Fun fact: West Virginia has an official Waterfall Trail. You can download the mobile Waterfall Trail Passport and check in at waterfalls on the list to earn prizes.

Concho Overlook – From the first time I saw a photo of the Concho Overlook, I immediately fell in love with the unique view. This overlook is simply awesome as it gives a panoramic view of the horseshoe bend of the New River. The historic town of Thurmond is below and surrounded by green, lush mountains and rail tracks. It is one of the best viewpoints of the New River Gorge. This overlook is owned and maintained by ACE Adventure Resort in Oak Hill, West Virginia but it is open to the public. We recommend checking out this overlook before or after visiting the town of Thurmond. We were fortunate to share this special spot with only a family of deer. We watched birds fly over the gorge, listening to the rushing water of the river, and the occasional horn of a train echoing as it goes around the mountain. This overlook provided us with the beauty of nature and moments of peace and relaxation that together we will cherish. 

The Overlook trail provided a nice walk in the woods with some pretty wildflowers but not as exciting as the overlook itself.

Hawks Nest State Park
This park provides a scenic bird’s eye view of the rugged New River Gorge National Park below in the heart of whitewater rafting country. This State Park is a 270-acre recreational area with hiking trails and one of the most challenging whitewater rafting runs in the U.S. There is also a nature museum, aerial tramway (currently closed in 2023 for renovation), and jetboat rides. Unfortunately, we did not have time to explore this park more than the overlook but definitely plan to come back for the excitement of the jet boat tour, aerial tram, and hiking.

Fun fact: Hawks Nest State Park gets its name from the hawks that ride the thermals between the high cliffs.

Babcock State Park (Glade Creek grist mill)
As avid shutterbugs and after seeing many photos of this grist mill, The Glad Creek grist mill was on our must-see list. We just had to photograph this weather-beaten mill set on a mountain stream. 

Hundreds of mills once dotted the landscape in West Virginia. The highlight of Babcock State Park is the Glade Creek Grist Mill, the most photographed mill in the United States. Not only picturesque, but it is still also a real working mill. You can tour the mill and learn about the process that grinds corn into cornmeal.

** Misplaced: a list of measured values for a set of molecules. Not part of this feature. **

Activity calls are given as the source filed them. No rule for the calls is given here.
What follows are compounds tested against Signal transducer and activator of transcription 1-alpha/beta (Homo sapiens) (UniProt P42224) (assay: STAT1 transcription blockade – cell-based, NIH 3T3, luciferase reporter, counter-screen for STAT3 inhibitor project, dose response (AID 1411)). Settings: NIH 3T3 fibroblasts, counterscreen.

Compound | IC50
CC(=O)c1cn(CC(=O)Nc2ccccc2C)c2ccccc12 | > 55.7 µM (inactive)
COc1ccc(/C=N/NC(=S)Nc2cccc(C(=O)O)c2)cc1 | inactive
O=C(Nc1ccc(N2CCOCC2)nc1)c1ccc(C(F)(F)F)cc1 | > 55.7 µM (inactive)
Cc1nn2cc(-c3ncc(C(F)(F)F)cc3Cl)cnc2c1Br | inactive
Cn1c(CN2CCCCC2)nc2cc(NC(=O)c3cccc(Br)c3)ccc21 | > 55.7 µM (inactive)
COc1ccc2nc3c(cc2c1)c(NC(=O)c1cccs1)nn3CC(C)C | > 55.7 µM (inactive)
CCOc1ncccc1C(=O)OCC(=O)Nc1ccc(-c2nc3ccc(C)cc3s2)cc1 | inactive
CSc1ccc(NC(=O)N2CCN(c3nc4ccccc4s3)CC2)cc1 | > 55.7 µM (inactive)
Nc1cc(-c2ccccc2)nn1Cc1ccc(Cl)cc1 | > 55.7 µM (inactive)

Built in 1976, the Glade Creek Grist Mill is a replica of the original Cooper’s Mill that was located nearby. Recreation at this state park includes hiking trails, fishing, and boating.

Fun fact: The “Almost Heaven” swing at Babcock State Park is one of nine swings throughout West Virginia that are photo-worthy spots with the best scenic views in the state.

New River Gorge Bridge Walk
Advertised as the “walk of your life,” it sure did not disappoint. The guided tour lasted approximately 2 hours as we walked 3,030 feet from one end of the bridge to the other on the catwalk 25 feet beneath the bridge. We are “Mr and Mrs Wild” for these types of exhilarating adventures, so of course, afraid of heights and all, we knew that this was another must-do. We were securely fastened on a safety cable before the walk started. Our guide provided us with interesting facts and history about the bridge. I must say my favorite parts of the tour comes down to two things. First, the shaking you feel from the traffic above made it creepy, yet exciting. The adrenaline was definitely pumping as we were looking down 876 feet below at the breathtaking gorge and whitewater. Second, the opportunity to sit on the catwalk and hang your feet over the edge. I wasn’t sure if I could do it, but we are both always up to a challenge and facing our fears. Sitting on the catwalk intensified the vibrations of the bridge and made it a bit more unnerving. However, it made for even more of an adrenaline rush and a fun and unique photo opp. We highly recommend making the time to take this tour for a different perspective of the bridge and gorge while enjoying a new sense of adventure.

Fun fact: The New River Gorge Bridge is the longest single-arch bridge in the Western Hemisphere. It is also the second-tallest bridge in the United States.

Eat & Drink
Our favorite place to eat was Cathedral Cafe. This quaint, turn-of-the-century church is now a cool little artsy cafe. It is located in the heart of the historic town of Fayetteville, West Virginia, and is a local favorite for breakfast and lunch, coffee, and espresso. The food was incredible, and the setting of cathedral ceilings and beautiful stained-glass windows added to the charm and ambiance. Cathedral Cafe offers homemade foods that are sourced locally and responsibly. 

I had a delicious bacon, egg, and cheddar Asiago bagel while Mr Wild had a carnivore frittata. They serve breakfast, and lunch and have a full bar.